After chapter 6, the story really begins to shine. That's where the first surprises pop up, and those surprises should be enough to keep a lot of readers reading. The story moves into a new, more complicated space and remains there. Around chapter 13, there is another turn that reorganizes the characters and sets up the main conflict. So, my advice is to read until chapter 6 to get a feel if the story is for you and hold out till chapter 13 for the action to start rising.

Overall, I was entertained reading this one, and I expect it will have more surprises in store.

Jacob A Zucker

Fun action sequences

Reviewed at: Chapter 6


The author's writing is really solid. It can be a bit wordy and cumbersome at times, but not enough to detract from the actual story. It's very descriptive prose that makes sure every scene is vivid and well-imagined.


No complaints. Solid. I caught a couple of small errors, but nothing significant.


I'm enjoying the gothic horror vibe of the story. The creatures are frightening and the action sequences engaging. It definitely feels like it's shaping up to be more of a serial than a cohesive beginning/middle/end novel. I don't know if that's the intention or not. The jumping around and pace of the narrative can be a bit jarring at times.


Definitely the most room for improvement here. They just feel a bit...hollow. For example, the only woman is immediately becomes the caricature of the sex-symbol. Some of the male characters have more well-rounded personalities, but could similarly benefit from a few more defining traits. Also, the names felt a little mundane for the setting (Josh, Rick, Jessie, etc.).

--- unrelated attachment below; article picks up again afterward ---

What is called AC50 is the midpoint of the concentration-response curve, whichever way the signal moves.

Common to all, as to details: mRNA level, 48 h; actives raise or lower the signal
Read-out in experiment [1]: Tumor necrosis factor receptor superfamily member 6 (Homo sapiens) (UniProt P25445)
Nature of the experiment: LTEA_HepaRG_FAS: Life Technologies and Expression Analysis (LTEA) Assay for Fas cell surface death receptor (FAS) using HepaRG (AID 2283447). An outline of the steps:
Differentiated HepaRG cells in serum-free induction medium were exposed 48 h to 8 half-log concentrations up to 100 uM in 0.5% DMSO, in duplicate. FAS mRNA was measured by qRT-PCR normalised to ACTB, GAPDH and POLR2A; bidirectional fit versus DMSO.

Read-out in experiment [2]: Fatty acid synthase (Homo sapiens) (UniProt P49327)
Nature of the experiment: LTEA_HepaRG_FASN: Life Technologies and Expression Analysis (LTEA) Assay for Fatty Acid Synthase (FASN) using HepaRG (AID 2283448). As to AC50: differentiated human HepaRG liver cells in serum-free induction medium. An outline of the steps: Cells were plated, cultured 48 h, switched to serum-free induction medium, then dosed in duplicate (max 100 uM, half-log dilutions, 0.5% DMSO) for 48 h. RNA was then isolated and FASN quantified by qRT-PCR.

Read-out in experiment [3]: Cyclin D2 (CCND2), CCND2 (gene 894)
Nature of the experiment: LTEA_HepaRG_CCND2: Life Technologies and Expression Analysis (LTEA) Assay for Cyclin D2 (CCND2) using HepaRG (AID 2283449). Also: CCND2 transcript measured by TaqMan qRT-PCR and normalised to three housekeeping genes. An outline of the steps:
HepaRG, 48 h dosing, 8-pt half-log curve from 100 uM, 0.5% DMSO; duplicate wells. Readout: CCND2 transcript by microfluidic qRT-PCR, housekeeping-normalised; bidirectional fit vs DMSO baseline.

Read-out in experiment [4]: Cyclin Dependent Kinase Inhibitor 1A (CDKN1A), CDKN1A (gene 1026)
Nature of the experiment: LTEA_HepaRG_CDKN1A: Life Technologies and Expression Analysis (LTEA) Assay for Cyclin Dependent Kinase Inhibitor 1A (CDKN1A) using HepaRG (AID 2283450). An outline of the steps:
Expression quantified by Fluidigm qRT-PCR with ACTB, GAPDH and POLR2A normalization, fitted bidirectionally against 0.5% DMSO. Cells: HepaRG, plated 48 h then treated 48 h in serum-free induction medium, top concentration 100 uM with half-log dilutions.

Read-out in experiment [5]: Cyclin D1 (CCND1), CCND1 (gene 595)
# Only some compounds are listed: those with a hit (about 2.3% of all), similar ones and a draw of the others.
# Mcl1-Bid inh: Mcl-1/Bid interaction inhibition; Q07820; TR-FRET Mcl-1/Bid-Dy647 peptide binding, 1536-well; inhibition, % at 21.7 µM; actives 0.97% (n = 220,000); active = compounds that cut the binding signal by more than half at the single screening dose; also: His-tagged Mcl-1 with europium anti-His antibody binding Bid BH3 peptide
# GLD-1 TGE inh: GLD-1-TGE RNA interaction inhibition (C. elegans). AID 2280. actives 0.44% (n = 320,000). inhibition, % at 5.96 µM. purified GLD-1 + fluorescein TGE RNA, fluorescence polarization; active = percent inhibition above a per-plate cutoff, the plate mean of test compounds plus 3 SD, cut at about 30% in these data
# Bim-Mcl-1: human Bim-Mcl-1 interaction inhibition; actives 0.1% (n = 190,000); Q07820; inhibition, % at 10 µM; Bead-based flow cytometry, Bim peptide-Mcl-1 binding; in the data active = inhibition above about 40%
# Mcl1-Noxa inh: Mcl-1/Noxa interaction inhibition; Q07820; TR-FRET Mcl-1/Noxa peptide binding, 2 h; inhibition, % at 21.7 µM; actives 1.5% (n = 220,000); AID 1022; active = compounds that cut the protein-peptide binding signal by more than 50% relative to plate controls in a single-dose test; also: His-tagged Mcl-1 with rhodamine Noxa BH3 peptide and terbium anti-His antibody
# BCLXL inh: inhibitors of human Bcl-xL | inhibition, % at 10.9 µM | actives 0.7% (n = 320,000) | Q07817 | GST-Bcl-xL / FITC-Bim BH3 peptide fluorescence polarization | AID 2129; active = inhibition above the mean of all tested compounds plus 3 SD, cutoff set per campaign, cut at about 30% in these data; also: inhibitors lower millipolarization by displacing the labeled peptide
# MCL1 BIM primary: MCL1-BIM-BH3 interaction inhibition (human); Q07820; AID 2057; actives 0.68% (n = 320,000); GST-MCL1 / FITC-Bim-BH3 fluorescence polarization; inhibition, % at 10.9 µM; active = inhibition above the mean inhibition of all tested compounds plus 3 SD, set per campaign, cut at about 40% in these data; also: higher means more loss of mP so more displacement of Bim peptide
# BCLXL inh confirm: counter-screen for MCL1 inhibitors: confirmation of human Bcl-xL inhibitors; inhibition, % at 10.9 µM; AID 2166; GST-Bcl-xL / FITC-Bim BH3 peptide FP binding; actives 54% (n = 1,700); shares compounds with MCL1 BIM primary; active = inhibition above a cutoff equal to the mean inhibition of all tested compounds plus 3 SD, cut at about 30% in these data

A good start! It's a fun story with plenty of action. The characters have a good rapport, and if you like banter you won't be dissatisfied. It's got the bones of a good "band of brothers" type of story. I fully expect lots of daring exploits and epic fight sequences in the chapters to come.


A Good Start (Review Swap)

Reviewed at: Chapter 3

Children of Nemeah, a rewrite of one of the author's stories, begins with the introduction of Rick and Siegfried, the former a fresh recruit to a monster-slaying defense force and the latter the urban legend prodigy of the same organization. 

The prose and grammer is quality and the worldbuilding is easy to digest, with some aspects being extrapolated on in flashbacks, but otherwise being left for future investment. 

The story is a good start, quickly placing the building blocks of conflict between the characters as they are introduced, giving them motivation and origins that will certainly play into the story later on. 

My ownly gripe is the dialogue sometimes feels unnatural, more their for exposition than natural conversation, and I think that shortening the sentences and enlongating the conversation as a whole [The same information, just over the course of a longer conversation] would help that. 

That said, the story is very enjoyable and I am interested to see how it goes from here! The author certainly has a specific story in mind to tell and I think that is the most important thing for any writing!

Good luck!


Children of Nemeah book review

Reviewed at: Chapter 2

Something evil lurks in Nemeah. Changelings possess ordinary citizens and turn them into horrific monsters with terrible capabilities.